He Whaipaanga Hou – A New Approach 2018

Completion of a comprehensive research project about the criminal justice system and Māori, 30 years on from the original landmark report, including a comparative study of other criminal justice systems and other indigenous peoples.

About the project

He Whaipaanga Hou – A New Perspective was a ground-breaking report published in 1988. It investigated the criminal justice system’s bias against Māori, placing this within the broader context of the social, economic and cultural issues that have shaped New Zealand society. It was a landmark report that led to much public debate.

However, since the 1988 report, little has improved, and some things have worsened in terms of New Zealand’s disproportionate incarceration of our indigenous peoples:

  • the rate of incarceration for Māori men has not changed in 30 years (they continue to comprise approximately 50 percent of the male prisoner population)
  • the rate of incarceration of Māori women has risen significantly. Today Māori women make up 64 percent of the female prisoner population in New Zealand.

Moana Jackson, lead researcher and author of the 1988 report, has been working for several years on an update of the original research, including tracking down and interviewing original interviewees, and comparative international research about other settler states.

The Borrin Foundation grant will enable Moana Jackson and a research team to complete the research this year, the 30th anniversary of the original report. He Whaipaanga Hou 2018 involves discussion with over 2000 Māori across the country, and over 80 hui. It will also include extensive interviews with representatives from institutions of the criminal justice system. As with the original report, the research is both qualitative and quantitative and based within a kaupapa Māori research methodology.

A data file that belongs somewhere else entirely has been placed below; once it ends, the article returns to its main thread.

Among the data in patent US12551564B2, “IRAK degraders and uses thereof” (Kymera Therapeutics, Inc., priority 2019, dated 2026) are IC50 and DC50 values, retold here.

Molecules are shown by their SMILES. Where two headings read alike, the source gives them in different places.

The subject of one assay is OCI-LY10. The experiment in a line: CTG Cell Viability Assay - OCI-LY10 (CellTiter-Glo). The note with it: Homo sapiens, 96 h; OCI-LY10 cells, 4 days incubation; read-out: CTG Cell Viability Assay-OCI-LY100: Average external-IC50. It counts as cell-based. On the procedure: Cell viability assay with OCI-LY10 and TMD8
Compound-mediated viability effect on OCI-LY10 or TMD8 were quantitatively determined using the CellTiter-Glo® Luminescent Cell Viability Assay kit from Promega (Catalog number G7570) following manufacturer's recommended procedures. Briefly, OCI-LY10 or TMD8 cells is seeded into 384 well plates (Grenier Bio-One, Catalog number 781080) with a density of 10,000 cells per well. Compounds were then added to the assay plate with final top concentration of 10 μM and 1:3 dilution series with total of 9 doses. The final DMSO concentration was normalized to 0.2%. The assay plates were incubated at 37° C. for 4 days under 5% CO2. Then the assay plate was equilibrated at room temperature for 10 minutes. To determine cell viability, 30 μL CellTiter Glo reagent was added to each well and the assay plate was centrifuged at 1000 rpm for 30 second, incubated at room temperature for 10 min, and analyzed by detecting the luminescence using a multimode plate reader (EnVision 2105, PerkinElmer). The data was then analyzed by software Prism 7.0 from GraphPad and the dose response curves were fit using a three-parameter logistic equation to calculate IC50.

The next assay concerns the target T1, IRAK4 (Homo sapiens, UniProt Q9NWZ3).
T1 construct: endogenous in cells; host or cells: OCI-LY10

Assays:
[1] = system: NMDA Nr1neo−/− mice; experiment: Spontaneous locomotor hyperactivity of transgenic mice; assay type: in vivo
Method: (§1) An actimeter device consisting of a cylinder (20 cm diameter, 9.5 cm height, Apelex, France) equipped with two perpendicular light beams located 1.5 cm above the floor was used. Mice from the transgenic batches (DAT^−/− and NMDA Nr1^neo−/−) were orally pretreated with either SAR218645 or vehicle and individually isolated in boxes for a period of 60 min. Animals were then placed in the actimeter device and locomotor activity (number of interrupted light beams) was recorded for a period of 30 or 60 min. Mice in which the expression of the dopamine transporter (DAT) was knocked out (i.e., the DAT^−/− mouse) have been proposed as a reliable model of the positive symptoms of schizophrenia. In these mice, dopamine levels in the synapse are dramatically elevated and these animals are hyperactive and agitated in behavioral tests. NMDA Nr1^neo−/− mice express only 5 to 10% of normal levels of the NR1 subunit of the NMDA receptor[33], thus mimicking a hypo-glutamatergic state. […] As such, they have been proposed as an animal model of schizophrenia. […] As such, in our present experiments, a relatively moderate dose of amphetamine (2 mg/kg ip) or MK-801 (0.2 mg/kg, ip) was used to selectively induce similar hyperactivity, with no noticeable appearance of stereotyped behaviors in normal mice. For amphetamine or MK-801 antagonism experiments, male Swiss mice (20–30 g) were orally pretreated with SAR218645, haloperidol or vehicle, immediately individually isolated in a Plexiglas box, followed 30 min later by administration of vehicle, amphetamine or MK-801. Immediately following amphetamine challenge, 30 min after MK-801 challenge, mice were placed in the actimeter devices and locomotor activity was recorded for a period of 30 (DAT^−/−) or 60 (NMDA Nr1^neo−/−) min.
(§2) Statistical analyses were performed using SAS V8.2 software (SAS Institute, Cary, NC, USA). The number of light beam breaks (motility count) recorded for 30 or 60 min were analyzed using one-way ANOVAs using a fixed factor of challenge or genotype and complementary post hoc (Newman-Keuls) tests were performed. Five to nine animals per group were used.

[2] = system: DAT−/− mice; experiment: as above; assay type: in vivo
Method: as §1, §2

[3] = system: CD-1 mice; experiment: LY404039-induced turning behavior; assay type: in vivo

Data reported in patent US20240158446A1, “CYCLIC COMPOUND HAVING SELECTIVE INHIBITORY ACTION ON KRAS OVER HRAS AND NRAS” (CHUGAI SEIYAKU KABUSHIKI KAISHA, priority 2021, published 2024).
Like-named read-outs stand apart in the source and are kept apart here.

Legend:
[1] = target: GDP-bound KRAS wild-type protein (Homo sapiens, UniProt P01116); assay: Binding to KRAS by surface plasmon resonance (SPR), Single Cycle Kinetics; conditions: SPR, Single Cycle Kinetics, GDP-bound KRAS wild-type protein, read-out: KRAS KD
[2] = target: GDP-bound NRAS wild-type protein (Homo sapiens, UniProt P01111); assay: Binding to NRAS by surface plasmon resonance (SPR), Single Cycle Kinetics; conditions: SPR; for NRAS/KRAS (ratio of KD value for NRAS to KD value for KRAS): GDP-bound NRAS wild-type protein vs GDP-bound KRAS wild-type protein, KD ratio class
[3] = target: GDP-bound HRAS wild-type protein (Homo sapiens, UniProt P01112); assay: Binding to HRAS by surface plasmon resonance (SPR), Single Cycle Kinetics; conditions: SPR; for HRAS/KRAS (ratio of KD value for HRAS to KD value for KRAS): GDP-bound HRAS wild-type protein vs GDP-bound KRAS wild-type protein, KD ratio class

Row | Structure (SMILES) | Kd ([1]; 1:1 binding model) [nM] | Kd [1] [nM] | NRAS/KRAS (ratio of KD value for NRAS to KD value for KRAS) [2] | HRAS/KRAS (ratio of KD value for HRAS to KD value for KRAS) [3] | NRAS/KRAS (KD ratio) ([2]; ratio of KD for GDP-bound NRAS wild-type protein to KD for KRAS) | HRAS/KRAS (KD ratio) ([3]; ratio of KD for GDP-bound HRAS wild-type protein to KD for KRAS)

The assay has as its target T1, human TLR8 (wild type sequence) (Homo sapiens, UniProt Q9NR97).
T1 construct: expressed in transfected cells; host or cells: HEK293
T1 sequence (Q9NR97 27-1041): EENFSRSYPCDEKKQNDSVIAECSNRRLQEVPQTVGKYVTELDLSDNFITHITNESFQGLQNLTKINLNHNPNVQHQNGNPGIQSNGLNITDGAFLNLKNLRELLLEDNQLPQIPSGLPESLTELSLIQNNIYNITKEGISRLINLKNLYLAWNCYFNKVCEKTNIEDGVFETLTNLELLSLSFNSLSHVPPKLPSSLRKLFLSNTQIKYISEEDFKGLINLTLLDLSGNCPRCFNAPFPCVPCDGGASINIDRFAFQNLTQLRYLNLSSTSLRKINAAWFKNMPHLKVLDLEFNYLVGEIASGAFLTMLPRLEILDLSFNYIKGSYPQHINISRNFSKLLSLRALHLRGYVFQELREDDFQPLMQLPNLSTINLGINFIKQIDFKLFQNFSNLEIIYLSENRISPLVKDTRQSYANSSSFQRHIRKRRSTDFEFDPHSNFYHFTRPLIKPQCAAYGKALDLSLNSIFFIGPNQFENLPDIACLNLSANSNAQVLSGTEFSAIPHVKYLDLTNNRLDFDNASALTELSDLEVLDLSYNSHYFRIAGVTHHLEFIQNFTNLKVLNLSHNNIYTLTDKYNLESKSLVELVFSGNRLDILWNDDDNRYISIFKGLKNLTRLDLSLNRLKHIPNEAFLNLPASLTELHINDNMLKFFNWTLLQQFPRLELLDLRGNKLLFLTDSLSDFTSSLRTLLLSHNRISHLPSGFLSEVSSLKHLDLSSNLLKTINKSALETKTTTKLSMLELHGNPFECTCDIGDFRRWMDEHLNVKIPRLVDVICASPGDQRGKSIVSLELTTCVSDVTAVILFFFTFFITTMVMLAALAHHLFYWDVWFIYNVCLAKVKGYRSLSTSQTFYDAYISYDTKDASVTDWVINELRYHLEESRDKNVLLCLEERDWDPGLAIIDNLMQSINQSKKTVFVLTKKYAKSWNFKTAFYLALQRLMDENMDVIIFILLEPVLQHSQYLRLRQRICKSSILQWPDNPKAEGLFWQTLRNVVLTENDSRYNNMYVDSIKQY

The research looks at:

  • current Māori views of institutions in the criminal justice system in comparison with those in the original 1988 report
  • the operations, policies and effectiveness of these criminal justice system institutions in regards to Māori 
  • comparisons of indigenous peoples of the four settler states (Australia, Canada, United States and New Zealand) and their respective criminal justice systems, with recommendations based on this research.
“Currently, 51 percent of men in prison are Māori, and 64 percent of women in prison are Māori. These are shameful figures. Since this issue was first highlighted 30 years ago, little has changed. The Borrin Foundation grant will support our essential research into why our country continues to imprison Māori men and women at such high rates. I hope our report will lead to a more open and imaginative discussion about the criminal justice system.”
Moana Jackson, Lead researcher for He Whaipaanga Hou 2018

Grant amount

$614,420 from late 2017 to mid 2019 for the final phase of this lengthy research.

Moana Jackson (Kaimahi Rangahau – Research Lead):

Moana Jackson, of Ngāti Kahungunu, Rongomaiwahine and Ngāti Porou descent, is one of New Zealand’s leading legal thinkers on the Treaty of Waitangi and Māori constitutional issues. He is widely considered to be one of the most influential minds shaping indigenous rights, both in Aotearoa and internationally.

Moana Jackson is a strong campaigner against injustice and inequities. His investigations into the justice system and its bias against Māori continue to shape national debate and have changed our understanding of Māori law.

Moana Jackson was the lead researcher and author of the 1988 He Whaipaanga Hou 300-page report.

He Whaipanga Hou 2018 is led by Moana Jackson and supported by a small team of researchers. 

Contact point for this project:

Moana Jackson, Kaimahi Rangahau (Lead Researcher)

Anne Waapu, Researcher and Project Manager